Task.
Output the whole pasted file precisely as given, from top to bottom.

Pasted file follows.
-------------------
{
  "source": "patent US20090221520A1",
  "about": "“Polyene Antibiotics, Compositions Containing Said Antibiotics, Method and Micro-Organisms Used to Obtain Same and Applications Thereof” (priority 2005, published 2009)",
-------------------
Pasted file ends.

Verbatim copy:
{
  "source": "patent US20090221520A1",
  "about": "“Polyene Antibiotics, Compositions Containing Said Antibiotics, Method and Micro-Organisms Used to Obtain Same and Applications Thereof” (priority 2005, published 2009)",